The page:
At the age of 103, ABC Recycling is one of the oldest scrap metal processing companies in Canada. Started, as many modern scrap recyclers have, in the salvage/re-sell business, by the mid-1970s ABC developed into a modern scrap recycler, and has continued to grow since. According to Randy Kahlon, the company’s manager of business development, procurement and sales, “We are one of the longest standing businesses that have stayed true to our family values for this long.”
Kahlon says in the 1970s, the introduction of advanced equipment and technology available to scrap recyclers was key to the modernization of the industry.
“Our name was changed from ABC Salvage to ABC Recycling. We bought our Burnaby property and got a rail spur put in place,” says Kahlon. “Between ’72 and ‘76 is when we became a true scrap recycling yard. With new equipment and the larger property, logistics became key for us, and we were able to sell directly to the steel mill.”
From a recycling standpoint, ABC’s focus is to handle, process and prepare material for further processing at a steel mill or foundry. Their overall focus is on production. “We’re almost like a manufacturing facility,” explains Kahlon. “Our focus is on pushing as many tons as we can through our facility, based on the amount of equipment we have on hand to do the job. This is our core focus.”
ABC processes approximately 25,000 net tonnes monthly across all of their sites. There are over 220 employees at seven operating facilities in British Columbia, including the Burnaby main yard, as well as in Campbell River, Kelowna, Surrey, Prince George, Terrace and Fort St. John. The company also has one location in Grande Prairie, Alberta and a ninth facility is currently starting up in Nanaimo, B.C. Internationally, the company operates a brokerage office in Shanghai, to help with the trading of nonferrous metals.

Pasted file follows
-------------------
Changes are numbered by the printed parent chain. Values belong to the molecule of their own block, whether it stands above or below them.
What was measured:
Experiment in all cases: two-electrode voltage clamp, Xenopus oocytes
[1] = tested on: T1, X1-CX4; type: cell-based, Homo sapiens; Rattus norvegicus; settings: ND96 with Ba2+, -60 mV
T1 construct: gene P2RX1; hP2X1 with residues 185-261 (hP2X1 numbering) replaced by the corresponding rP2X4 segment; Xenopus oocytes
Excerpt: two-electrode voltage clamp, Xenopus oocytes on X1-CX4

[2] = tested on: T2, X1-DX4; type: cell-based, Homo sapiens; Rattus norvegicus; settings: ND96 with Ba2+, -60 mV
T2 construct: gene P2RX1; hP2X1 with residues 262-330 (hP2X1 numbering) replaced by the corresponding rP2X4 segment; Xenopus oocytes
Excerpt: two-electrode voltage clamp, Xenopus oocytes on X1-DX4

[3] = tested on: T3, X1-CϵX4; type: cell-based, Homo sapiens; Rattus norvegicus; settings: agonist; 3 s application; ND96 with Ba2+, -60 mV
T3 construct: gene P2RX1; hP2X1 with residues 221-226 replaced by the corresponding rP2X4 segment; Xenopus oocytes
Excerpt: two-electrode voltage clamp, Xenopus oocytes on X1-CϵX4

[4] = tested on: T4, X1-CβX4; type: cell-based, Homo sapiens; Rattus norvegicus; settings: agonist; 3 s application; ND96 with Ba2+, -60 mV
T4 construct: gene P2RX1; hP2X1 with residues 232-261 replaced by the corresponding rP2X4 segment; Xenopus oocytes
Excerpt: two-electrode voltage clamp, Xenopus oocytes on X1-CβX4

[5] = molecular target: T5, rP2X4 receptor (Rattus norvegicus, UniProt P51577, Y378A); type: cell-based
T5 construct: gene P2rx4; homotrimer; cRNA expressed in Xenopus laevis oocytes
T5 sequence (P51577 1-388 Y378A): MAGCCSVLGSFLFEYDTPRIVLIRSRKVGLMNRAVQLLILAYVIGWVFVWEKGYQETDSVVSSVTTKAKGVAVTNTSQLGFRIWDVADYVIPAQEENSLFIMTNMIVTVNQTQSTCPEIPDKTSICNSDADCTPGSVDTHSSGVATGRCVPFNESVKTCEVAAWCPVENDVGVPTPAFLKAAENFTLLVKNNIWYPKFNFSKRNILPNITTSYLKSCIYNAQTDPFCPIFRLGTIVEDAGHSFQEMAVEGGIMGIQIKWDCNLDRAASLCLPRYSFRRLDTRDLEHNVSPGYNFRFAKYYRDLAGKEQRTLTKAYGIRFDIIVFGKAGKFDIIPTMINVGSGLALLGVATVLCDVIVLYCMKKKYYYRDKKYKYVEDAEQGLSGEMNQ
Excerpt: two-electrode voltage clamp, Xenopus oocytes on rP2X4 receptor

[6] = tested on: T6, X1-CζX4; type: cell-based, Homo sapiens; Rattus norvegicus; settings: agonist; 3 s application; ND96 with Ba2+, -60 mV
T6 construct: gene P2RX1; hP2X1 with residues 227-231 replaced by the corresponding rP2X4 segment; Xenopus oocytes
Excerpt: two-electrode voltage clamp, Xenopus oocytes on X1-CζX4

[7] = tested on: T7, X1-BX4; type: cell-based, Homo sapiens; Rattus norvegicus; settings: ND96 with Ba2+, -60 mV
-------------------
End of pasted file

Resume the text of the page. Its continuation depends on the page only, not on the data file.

“Our brokerage division, a separate division within the company, is constantly brokering products for dealers throughout North America as well as some of the largest scrap companies in the world,” explains Kahlon. “Due to our connections and trade partners overseas, because we have people who speak the language and due to our logistics set up with container carriers, we can broker product for other dealers. We handle the paperwork and set up the logistics to move product globally.”
“In many instances, we’ll never physically touch the product,” continues Kahlon. “We’ll handle the paperwork and we’ll handle the risk. We do this for a lot of scrap dealers and brokers throughout North America.”
ABC’s current CEO, David Yochlowitz, is a fourth-generation owner. He came into the business in the late 1980s, after interest rates were very high and the company was in relative “dire straits”.
“At that time, David’s father Harold decided to liquidate the assets from our trucking / freight standpoint,” explains Kahlon. “He outsourced this part of our business and freed up some assets. It was after this that David steered ABC into non-ferrous metals, which really drove a whole new revenue stream for us. We were ahead of the curve in Canada at the time, as far as getting into non-ferrous, and then from there, we promoted ourselves. David also recognized the talent of people working in the yard. He was able to identify key people in the yard that had some business acumen. He brought them into the office and started the brokerage division in the 1990s.”